Max length for 75ohm coax run (terminated in faceplate at either end) for digital

DT79

Well-known Member
I have 75 ohm coax cables installed running from behind where the hi-fi sits across to the other side of the room where the speakers are. When we had the lounge decorated I had these and some balanced cables installed for future proofing in case I ever wanted to switch to active speakers in the future. The idea was if ever needed, the coax would have been terminated in RCA sockets at either end and used for single ended analogue signals. I went with 75 ohm coax based on a prior recommendation that was the best stuff to use for long runs on account of being well shielded.

Anyway I’m thinking of locating my headphones over that side of the room and was wondering if I could use that coax run to send a digital signal from the digital out of my amp across the room to a DAC and on to the headphone amp. What is giving me pause is 1) the length of the cable (5-7m; not 100% sure how it’s routed under the floor) and 2) the continuity breaks with the faceplates.

The whole chain would be: amp dig out > 0.75m 75ohm coax > faceplate/~6m 75ohm coax/faceplate > 1m 75ohm coax > DAC > 0.5m analogue RCA > Headphone amp.

Before I go to the trouble of getting the faceplates and soldering up the wires....is this likely to successfully transmit the digital signal?

Thanks.
 

larkone

Distinguished Member
No reason it should not work but will depend on how much loss you introduce which will be a combination of the quality of the cable, the connection plates and plugs and your soldering etc.

I have used a 15m coax cable to transmit a digital audio signal without problems over a single uninterrupted run. TV signals over 75ohm coax are tiny voltages and very long runs - aerial to TV
 

DT79

Well-known Member
No reason it should not work but will depend on how much loss you introduce which will be a combination of the quality of the cable, the connection plates and plugs and your soldering etc.

I have used a 15m coax cable to transmit a digital audio signal without problems over a single uninterrupted run. TV signals over 75ohm coax are tiny voltages and very long runs - aerial to TV
Thanks. The installed cable is Van Damme pro stuff (as will be the ones connected to either end) so probably not going to get any better than that. I’ve no doubt the limiting factor will be my soldering.

I’ll give it a go then!
 

Mark.Yudkin

Distinguished Member
An RG6 coaxial cable will be fine up to 50m. Should you need a greater distance - that is lower attenuation - use RG11 cabling, it is readily available up to 150m. I doubt if your installed cable will cause any problems. Since you only cited a brand name, not the cable type, I can't promise adequacy.

The wallplates, if properly installed, will also not be an issue. That said, I have had issues with TV signal quality, resolved by having the wallplates replaced by a qualified service personnel from the cable TV company. Audio signals are of a much lower frequency than CATV, so are less fussy.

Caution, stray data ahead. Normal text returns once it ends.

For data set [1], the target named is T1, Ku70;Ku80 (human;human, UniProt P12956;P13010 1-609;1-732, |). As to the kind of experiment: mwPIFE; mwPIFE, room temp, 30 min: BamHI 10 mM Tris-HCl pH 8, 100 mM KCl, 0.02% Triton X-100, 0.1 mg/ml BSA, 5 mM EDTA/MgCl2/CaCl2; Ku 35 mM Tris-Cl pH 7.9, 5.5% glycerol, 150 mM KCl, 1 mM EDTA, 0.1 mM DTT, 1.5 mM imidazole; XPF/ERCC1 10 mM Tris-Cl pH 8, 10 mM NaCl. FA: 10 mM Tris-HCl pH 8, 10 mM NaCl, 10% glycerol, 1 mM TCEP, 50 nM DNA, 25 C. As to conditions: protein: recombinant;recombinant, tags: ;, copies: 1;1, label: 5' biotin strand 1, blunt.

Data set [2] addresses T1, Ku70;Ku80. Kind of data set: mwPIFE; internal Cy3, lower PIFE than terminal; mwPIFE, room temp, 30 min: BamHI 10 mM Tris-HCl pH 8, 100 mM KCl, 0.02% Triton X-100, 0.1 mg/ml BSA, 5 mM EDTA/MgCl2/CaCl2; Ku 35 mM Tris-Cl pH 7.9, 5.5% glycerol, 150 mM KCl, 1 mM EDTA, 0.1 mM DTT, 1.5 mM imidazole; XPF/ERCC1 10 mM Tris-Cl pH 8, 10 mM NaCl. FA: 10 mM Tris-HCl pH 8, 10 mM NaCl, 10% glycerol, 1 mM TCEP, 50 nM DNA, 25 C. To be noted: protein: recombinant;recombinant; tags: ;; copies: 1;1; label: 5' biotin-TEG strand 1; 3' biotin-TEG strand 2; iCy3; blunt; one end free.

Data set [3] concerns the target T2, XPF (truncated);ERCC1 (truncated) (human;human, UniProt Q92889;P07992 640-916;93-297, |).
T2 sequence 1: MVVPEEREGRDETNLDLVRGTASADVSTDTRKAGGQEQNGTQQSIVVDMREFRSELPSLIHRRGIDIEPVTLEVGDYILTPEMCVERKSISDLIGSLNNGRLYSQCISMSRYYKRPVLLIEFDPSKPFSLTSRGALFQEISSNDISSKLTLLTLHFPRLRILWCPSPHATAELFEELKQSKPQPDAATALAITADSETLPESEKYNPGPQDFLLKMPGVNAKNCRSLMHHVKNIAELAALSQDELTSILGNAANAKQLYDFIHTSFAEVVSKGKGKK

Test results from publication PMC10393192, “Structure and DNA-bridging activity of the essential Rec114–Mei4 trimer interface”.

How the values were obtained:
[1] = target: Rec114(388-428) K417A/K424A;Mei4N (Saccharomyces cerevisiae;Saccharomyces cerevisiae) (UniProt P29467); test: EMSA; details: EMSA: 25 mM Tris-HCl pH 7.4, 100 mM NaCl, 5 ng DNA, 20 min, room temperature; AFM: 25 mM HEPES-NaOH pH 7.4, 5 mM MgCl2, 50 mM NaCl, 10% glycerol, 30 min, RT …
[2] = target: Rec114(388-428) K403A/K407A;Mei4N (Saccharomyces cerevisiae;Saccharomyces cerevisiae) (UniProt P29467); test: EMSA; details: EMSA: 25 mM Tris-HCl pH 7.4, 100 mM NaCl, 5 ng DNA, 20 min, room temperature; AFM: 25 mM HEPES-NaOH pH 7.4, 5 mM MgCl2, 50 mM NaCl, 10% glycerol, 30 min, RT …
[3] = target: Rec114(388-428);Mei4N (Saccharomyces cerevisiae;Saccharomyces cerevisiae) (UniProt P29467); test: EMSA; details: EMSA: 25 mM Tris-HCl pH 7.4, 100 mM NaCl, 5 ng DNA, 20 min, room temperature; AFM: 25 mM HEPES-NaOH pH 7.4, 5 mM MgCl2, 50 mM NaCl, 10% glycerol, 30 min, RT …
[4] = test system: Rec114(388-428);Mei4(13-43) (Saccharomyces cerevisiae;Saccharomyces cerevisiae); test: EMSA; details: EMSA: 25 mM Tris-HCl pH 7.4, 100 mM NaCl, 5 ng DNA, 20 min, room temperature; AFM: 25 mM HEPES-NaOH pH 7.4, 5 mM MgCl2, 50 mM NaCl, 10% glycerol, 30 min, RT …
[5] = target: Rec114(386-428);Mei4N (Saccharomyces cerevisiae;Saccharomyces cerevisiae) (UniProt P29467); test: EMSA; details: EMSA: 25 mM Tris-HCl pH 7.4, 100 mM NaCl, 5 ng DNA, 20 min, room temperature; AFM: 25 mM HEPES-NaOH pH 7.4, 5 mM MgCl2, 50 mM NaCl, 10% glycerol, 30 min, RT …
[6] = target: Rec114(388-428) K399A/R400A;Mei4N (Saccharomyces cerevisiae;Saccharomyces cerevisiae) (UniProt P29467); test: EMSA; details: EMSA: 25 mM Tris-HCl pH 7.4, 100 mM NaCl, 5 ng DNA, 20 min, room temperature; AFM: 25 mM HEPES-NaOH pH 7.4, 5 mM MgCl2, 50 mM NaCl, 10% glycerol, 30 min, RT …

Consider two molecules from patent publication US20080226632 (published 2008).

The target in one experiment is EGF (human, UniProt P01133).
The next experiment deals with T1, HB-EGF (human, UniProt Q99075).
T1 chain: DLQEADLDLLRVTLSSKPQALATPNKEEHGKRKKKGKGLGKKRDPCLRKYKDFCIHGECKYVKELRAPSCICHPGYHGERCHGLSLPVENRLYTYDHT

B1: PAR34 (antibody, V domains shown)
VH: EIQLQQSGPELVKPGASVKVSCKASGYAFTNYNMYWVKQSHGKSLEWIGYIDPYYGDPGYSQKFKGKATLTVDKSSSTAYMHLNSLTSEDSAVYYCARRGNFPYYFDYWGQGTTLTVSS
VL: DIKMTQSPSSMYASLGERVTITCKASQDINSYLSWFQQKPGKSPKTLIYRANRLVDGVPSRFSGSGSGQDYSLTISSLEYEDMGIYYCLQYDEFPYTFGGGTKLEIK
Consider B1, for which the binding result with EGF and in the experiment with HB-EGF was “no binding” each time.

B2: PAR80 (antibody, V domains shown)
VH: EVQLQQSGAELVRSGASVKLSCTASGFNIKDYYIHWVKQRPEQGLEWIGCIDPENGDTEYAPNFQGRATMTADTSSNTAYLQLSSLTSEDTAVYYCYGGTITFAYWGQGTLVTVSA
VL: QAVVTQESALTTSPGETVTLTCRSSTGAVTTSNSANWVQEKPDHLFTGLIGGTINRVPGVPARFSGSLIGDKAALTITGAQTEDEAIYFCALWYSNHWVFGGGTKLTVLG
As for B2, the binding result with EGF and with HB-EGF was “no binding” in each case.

There are neat "how to"'s at Wiring up plugs, aerials and wall plates - A.T.V. Poles, Brackets, Clamps & Aerials.
 

noiseboy72

Distinguished Member
Digital audio has a much lower bandwidth than RF digital TV signals, but is not as robust in terms of handling poor signals.

6M of cable will not present any difficulties, but as Mark says, make sure termination and socket type is not creating an impedance bridge - as this will increase the amount of signal that gets reflected back down the cable. This reflection can increase error rates - which the DAC will attempt to correct by adding in "guessed" audio values for missing or corrupt samples.

I really don't think you will have any issue however.
 

DT79

Well-known Member
An RG6 coaxial cable will be fine up to 50m. Should you need a greater distance - that is lower attenuation - use RG11 cabling, it is readily available up to 150m. I doubt if your installed cable will cause any problems. Since you only cited a brand name, not the cable type, I can't promise adequacy.

The wallplates, if properly installed, will also not be an issue. That said, I have had issues with TV signal quality, resolved by having the wallplates replaced by a qualified service personnel from the cable TV company. Audio signals are of a much lower frequency than CATV, so are less fussy.

There are neat "how to"'s at Wiring up plugs, aerials and wall plates - A.T.V. Poles, Brackets, Clamps & Aerials.

Thanks for the ‘how to’, that will be handy.

This is the stuff.


Sounds like it should be fine as long as I do a decent job of the soldering!
 

oscroft

Member
Thanks for the ‘how to’, that will be handy.

This is the stuff.


Sounds like it should be fine as long as I do a decent job of the soldering!
At that link it says "Suitable for SP Dif digital audio, word clock and 360 Mb/s SD digital video up to 138 metres", so yep, it sounds fine.
 

Mark.Yudkin

Distinguished Member
Question on PC Sound Card SPDIF Out to DAC Cable lengths. This claims that the SPDIF standard has a maximum distance of 10m. But normally specs like that are conservative, so you can get longer distance.
The S/PDIF specification is for short runs and inexpensive cables. The full (expensive) book explains that "Longer cable lengths and higher frame rates may be used with better cables."

Commonly used XLR-3 microphone cables have various impedance ratings (30 Ω to 90 Ω typical) and exhibit poor digital transmission performance. The result is signal drop out and reduced cable lengths due to severe impedance mismatching (VSWR) between AES/EBU 110 Ω equipment. AES/EBU signal transmission work for few tens of meters with a good cable.
See S/PDIF - HwB.

The OP's cable will be fine. He will need to take care that his connectors and wall-plate are adequate and correctly installed.
 

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